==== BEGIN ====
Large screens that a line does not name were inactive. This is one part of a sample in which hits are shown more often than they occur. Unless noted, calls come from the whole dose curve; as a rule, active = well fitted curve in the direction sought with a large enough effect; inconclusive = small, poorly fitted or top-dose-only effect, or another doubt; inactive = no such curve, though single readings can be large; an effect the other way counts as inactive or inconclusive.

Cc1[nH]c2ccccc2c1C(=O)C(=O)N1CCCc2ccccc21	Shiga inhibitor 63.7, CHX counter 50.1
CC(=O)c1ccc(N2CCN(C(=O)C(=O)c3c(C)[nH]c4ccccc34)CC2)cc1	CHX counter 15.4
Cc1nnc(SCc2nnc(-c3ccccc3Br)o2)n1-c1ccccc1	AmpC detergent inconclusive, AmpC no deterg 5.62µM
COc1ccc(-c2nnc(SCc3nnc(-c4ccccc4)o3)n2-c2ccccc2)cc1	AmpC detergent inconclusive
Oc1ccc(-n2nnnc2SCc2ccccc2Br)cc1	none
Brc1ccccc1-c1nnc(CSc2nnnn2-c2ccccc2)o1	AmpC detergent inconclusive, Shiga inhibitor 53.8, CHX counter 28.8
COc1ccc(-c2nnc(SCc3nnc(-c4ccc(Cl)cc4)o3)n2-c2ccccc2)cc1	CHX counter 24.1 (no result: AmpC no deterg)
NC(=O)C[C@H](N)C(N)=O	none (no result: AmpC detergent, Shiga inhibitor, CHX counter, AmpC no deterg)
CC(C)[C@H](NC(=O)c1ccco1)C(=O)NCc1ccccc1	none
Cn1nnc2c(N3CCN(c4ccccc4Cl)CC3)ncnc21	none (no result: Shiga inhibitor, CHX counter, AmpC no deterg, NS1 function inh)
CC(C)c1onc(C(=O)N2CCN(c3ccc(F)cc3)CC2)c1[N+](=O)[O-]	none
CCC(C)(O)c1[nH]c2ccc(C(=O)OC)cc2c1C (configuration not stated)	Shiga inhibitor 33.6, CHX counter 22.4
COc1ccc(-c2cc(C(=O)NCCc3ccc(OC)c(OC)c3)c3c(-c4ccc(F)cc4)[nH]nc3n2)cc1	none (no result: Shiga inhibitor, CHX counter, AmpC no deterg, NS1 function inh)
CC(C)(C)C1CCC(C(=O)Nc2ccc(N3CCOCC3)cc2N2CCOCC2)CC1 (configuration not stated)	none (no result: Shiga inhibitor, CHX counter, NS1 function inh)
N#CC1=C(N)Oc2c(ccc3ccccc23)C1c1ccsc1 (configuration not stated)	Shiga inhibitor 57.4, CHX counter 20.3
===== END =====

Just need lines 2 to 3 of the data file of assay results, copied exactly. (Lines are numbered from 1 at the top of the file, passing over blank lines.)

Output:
Cc1[nH]c2ccccc2c1C(=O)C(=O)N1CCCc2ccccc21	Shiga inhibitor 63.7, CHX counter 50.1
CC(=O)c1ccc(N2CCN(C(=O)C(=O)c3c(C)[nH]c4ccccc34)CC2)cc1	CHX counter 15.4